"So that’s why our command team and crime commissioner are trying to approach the Home Office for either some assistance in the funding or actually to actually change the public order laws about restricting certain demonstrations but that is always going to be difficult in a democratic society."
Rotherham has seen an increasing number of far-right and counterdemonstrations.
Bowles said that it is the communities that facilitate the protests that end up suffering in the long-run.
He warned that there is a "lasting effect" left on local people, with businesses "fed up to their back teeth" of losing out on customers when a demonstration is taking place.
Britain's largest force, the Metropolitan Police, say they do not "routinely cost" such operations and so did not provide the details of their expenditure.
But Bowles estimated that the Met would have spent in excess of £10m to police far-right demonstrations in the two-year period.
Hope not Hate's Matthew Collins said that the far-right has increased their demonstrations as a way to keep their limited membership engaged because they have little prospect of progressing in democratic elections.
In this month's London mayoral elections, Britain First leader Paul Golding only managed to secure 1.2% of the vote. The group also ran in the London Assembly elections but failed to get any seats.
They realise they have no electoral potentialHope not Hate
Collins told HuffPost UK: “I think that for too long people have paid too much attention to what they [far-right groups] do online as opposed to what they do offline.
"They’re aware of this themselves. They realise they have no electoral potential.
"They realise they have very little sway, they leave very little footprint in mainstream society.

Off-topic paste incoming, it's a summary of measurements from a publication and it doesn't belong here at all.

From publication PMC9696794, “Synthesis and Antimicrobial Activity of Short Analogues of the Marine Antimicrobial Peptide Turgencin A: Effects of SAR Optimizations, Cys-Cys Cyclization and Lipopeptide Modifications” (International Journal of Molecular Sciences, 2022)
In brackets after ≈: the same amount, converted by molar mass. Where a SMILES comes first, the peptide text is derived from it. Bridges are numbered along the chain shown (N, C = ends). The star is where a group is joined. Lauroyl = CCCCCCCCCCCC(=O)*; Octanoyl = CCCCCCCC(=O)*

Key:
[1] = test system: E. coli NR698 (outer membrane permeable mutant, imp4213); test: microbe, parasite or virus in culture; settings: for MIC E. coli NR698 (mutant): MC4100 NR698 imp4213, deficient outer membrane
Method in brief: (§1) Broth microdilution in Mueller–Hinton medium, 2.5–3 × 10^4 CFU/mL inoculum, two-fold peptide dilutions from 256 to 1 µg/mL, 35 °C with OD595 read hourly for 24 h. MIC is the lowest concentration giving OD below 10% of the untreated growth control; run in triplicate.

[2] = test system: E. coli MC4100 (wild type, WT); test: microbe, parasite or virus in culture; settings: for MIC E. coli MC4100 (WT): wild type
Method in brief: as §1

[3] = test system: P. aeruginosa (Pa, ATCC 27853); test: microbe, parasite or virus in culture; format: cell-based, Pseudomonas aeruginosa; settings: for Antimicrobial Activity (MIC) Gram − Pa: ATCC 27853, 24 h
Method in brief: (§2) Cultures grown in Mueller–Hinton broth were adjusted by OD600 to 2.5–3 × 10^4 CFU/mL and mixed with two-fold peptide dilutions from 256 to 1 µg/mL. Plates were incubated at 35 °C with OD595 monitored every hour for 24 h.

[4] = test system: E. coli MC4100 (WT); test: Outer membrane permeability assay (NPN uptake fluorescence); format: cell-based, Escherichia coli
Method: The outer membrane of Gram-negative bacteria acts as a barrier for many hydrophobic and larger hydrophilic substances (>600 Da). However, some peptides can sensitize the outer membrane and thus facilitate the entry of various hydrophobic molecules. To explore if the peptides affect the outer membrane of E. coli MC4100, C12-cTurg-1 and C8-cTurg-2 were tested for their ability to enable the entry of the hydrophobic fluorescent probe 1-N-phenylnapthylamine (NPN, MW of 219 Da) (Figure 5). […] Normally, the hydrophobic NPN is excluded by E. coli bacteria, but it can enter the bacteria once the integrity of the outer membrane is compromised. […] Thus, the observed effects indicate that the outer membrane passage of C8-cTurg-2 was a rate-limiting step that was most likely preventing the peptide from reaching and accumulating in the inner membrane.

"And so all that’s left of them now is these totally, totally pointless demonstrations around the country which they are persisting with.
"People sometimes say ‘oh, the far right are growing’.
"They’re not. They’re just more active and more violent and more dangerous than they ever were.
"And again that might be a contributing factor to increase costs."
Bricks were thrown between the two sides after it escalated into a violent confrontation as hundreds of police struggled to keep the groups apart.
Some demonstrators were left bloodied and injured and arrests were made, with weapons including a knife, knuckle duster and hammers being seized.
That demonstration cost £49,960 to police.
Collins, who is part of Hope not Hate's investigative team, said that in most instances, aside from Dover and Liverpool, these protests leave "very little footprint" on community relations.
He said: "In terms of community cohesion, these groups don’t represent any worrying narrative in mainstream society."
Collins said that taxpayers' money should be spent on policing such demonstrations, but he felt that the police needed to be more prepared in handling them.
He said: "The police don’t seem to have a grip on the realistic numbers of people that are travelling, they don’t seem to have a grip on who the known troublemakers are or the potential for violence.
"And that is probably one of the reasons why it is such a high bill, but I’m not going to complain about them having a duty of care but you tend to have some police forces that are caught short "
Collins signalled towards the Dover protest as an example of police "losing control".
No demonstrations were held in Dyfed Powys, Humberside, Norfolk, Suffolk, Northamptonshire, Surrey or Warwickshire between January 2014 and February 2016.
In a survey conducted in 2013, people who lived in the West Midlands, East Midlands and Yorkshire and Humberside were the most likely to describe themselves as racially prejudiced.